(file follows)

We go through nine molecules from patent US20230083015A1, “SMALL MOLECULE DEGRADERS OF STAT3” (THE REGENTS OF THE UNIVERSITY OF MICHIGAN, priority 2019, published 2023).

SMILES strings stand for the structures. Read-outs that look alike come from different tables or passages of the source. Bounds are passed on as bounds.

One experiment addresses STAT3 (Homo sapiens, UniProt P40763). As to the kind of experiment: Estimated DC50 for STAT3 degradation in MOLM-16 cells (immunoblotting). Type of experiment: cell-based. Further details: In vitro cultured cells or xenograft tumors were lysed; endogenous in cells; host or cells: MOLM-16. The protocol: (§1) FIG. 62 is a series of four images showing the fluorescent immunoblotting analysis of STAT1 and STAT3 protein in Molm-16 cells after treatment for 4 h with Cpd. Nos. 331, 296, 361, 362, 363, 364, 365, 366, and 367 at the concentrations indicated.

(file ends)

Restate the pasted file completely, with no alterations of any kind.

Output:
We go through nine molecules from patent US20230083015A1, “SMALL MOLECULE DEGRADERS OF STAT3” (THE REGENTS OF THE UNIVERSITY OF MICHIGAN, priority 2019, published 2023).

SMILES strings stand for the structures. Read-outs that look alike come from different tables or passages of the source. Bounds are passed on as bounds.

One experiment addresses STAT3 (Homo sapiens, UniProt P40763). As to the kind of experiment: Estimated DC50 for STAT3 degradation in MOLM-16 cells (immunoblotting). Type of experiment: cell-based. Further details: In vitro cultured cells or xenograft tumors were lysed; endogenous in cells; host or cells: MOLM-16. The protocol: (§1) FIG. 62 is a series of four images showing the fluorescent immunoblotting analysis of STAT1 and STAT3 protein in Molm-16 cells after treatment for 4 h with Cpd. Nos. 331, 296, 361, 362, 363, 364, 365, 366, and 367 at the concentrations indicated.